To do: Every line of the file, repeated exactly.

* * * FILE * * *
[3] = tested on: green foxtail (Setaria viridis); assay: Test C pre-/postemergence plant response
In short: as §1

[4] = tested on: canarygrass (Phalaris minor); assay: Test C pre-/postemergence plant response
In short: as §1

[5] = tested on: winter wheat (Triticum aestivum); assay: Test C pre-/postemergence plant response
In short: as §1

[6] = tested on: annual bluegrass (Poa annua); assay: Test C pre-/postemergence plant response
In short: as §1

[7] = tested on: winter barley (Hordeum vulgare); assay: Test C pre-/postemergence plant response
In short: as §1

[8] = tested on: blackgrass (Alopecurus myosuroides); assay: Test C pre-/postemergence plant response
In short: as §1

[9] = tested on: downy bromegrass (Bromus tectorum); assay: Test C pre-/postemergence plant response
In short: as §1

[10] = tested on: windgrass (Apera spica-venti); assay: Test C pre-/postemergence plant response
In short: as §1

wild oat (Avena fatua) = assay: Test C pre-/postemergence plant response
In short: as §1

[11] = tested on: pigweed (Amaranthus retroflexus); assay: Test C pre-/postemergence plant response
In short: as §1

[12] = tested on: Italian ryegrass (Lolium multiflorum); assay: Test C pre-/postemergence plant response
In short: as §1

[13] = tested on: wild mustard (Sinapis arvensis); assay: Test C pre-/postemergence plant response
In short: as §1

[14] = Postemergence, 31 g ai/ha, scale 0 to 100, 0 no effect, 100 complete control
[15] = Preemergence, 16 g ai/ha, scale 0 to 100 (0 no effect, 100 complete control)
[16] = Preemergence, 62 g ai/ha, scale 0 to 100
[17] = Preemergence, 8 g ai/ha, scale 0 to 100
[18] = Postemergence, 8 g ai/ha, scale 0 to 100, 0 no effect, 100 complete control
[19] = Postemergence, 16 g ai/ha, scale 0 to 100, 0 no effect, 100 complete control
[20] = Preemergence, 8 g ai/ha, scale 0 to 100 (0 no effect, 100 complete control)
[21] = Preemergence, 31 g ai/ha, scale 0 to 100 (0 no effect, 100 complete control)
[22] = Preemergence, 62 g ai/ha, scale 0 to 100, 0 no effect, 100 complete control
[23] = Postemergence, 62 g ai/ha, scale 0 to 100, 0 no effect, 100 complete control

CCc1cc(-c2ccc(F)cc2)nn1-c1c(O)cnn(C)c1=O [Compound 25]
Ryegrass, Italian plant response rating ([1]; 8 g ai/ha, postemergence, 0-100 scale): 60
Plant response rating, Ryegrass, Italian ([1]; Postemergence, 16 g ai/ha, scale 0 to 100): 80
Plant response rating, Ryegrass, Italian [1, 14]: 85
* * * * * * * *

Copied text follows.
[3] = tested on: green foxtail (Setaria viridis); assay: Test C pre-/postemergence plant response
In short: as §1

[4] = tested on: canarygrass (Phalaris minor); assay: Test C pre-/postemergence plant response
In short: as §1

[5] = tested on: winter wheat (Triticum aestivum); assay: Test C pre-/postemergence plant response
In short: as §1

[6] = tested on: annual bluegrass (Poa annua); assay: Test C pre-/postemergence plant response
In short: as §1

[7] = tested on: winter barley (Hordeum vulgare); assay: Test C pre-/postemergence plant response
In short: as §1

[8] = tested on: blackgrass (Alopecurus myosuroides); assay: Test C pre-/postemergence plant response
In short: as §1

[9] = tested on: downy bromegrass (Bromus tectorum); assay: Test C pre-/postemergence plant response
In short: as §1

[10] = tested on: windgrass (Apera spica-venti); assay: Test C pre-/postemergence plant response
In short: as §1

wild oat (Avena fatua) = assay: Test C pre-/postemergence plant response
In short: as §1

[11] = tested on: pigweed (Amaranthus retroflexus); assay: Test C pre-/postemergence plant response
In short: as §1

[12] = tested on: Italian ryegrass (Lolium multiflorum); assay: Test C pre-/postemergence plant response
In short: as §1

[13] = tested on: wild mustard (Sinapis arvensis); assay: Test C pre-/postemergence plant response
In short: as §1

[14] = Postemergence, 31 g ai/ha, scale 0 to 100, 0 no effect, 100 complete control
[15] = Preemergence, 16 g ai/ha, scale 0 to 100 (0 no effect, 100 complete control)
[16] = Preemergence, 62 g ai/ha, scale 0 to 100
[17] = Preemergence, 8 g ai/ha, scale 0 to 100
[18] = Postemergence, 8 g ai/ha, scale 0 to 100, 0 no effect, 100 complete control
[19] = Postemergence, 16 g ai/ha, scale 0 to 100, 0 no effect, 100 complete control
[20] = Preemergence, 8 g ai/ha, scale 0 to 100 (0 no effect, 100 complete control)
[21] = Preemergence, 31 g ai/ha, scale 0 to 100 (0 no effect, 100 complete control)
[22] = Preemergence, 62 g ai/ha, scale 0 to 100, 0 no effect, 100 complete control
[23] = Postemergence, 62 g ai/ha, scale 0 to 100, 0 no effect, 100 complete control

CCc1cc(-c2ccc(F)cc2)nn1-c1c(O)cnn(C)c1=O [Compound 25]
Ryegrass, Italian plant response rating ([1]; 8 g ai/ha, postemergence, 0-100 scale): 60
Plant response rating, Ryegrass, Italian ([1]; Postemergence, 16 g ai/ha, scale 0 to 100): 80
Plant response rating, Ryegrass, Italian [1, 14]: 85